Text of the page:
Article Text

Download PDFPDF
Sawdust in carpentry workshops in rural areas of developing countries
  1. Oscar H Del Brutto1,
  2. Ani Reich2,
  3. Mauricio Zambrano2
  1. 1School of Medicine, Universidad Espíritu Santo, Guayaquil, Ecuador
  2. 2Community Center, The Atahualpa Project, Atahualpa, Ecuador
  1. Correspondence to Dr Oscar H Del Brutto, Air Center 3542, PO Box 522970, Miami, FL 33152-2970, USA; oscardelbrutto{at}

Statistics from

Request Permissions

If you wish to reuse any or all of this article please use the link below which will take you to the Copyright Clearance Center’s RightsLink service. You will be able to get a quick price and instant permission to reuse the content in many different ways.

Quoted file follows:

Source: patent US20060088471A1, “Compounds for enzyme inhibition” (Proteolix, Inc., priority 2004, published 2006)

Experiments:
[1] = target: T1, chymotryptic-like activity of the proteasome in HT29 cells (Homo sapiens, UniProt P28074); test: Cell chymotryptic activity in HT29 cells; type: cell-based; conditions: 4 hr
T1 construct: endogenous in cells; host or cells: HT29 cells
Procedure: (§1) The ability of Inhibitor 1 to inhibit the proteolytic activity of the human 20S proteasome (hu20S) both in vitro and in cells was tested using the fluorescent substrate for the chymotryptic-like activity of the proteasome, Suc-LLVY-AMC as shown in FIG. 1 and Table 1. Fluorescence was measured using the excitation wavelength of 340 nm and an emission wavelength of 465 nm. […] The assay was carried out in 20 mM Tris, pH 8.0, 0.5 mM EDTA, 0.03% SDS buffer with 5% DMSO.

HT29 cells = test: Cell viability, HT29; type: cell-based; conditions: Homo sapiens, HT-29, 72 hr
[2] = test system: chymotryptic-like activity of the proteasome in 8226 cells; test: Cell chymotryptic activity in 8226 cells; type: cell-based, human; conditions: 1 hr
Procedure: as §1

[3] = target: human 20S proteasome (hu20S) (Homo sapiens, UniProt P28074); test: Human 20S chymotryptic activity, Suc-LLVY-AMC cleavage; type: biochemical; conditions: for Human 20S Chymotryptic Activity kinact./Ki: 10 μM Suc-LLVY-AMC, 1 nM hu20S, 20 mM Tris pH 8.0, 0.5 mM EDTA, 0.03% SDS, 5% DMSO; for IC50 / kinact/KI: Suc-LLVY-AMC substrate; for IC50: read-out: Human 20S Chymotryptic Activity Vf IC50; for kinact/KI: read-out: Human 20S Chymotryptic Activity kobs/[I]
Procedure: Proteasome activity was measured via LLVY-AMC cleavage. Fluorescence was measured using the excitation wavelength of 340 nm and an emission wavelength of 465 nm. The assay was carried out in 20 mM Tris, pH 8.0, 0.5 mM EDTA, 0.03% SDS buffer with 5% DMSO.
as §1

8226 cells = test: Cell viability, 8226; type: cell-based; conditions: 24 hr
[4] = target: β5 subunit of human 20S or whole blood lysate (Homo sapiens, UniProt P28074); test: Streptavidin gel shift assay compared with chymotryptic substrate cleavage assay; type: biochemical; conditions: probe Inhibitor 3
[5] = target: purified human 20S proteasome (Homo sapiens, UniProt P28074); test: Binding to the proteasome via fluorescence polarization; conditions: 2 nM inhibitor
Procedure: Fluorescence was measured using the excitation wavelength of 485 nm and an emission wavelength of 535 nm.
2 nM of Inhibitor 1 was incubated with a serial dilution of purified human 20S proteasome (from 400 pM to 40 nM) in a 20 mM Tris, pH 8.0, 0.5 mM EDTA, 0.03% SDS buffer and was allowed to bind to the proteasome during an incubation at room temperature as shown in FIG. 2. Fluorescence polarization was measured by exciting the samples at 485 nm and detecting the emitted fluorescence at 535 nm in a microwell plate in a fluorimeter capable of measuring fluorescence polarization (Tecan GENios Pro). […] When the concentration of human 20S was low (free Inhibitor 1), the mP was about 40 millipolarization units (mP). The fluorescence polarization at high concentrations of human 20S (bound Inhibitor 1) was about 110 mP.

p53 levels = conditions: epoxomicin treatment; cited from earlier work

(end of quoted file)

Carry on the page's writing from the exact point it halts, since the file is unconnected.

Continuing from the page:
During a door-to-door survey performed by our group for the assessment of neurological disorders in Atahualpa, a rural village of coastal Ecuador where most men work as carpenters, we noticed that most carpentry workshops are completely covered with sawdust (figure 1). This is based on the popular belief that more sawdust attracts more customers as they would think …

View Full Text


  • Contributors OHDB: design of the study, drafting of the manuscript. AR and MZ: data collection and analysis.

  • Funding This study was partly supported by an unrestricted grant from Universidad Espíritu Santo, Ecuador, Guayaquil, Ecuador.

  • Competing interests None.

  • Ethics approval The study received ethics approval from the Comite de Etica, Hospital-Clinica Kennedy, Guayaquil, Ecuador.

  • Provenance and peer review Not commissioned; internally peer reviewed.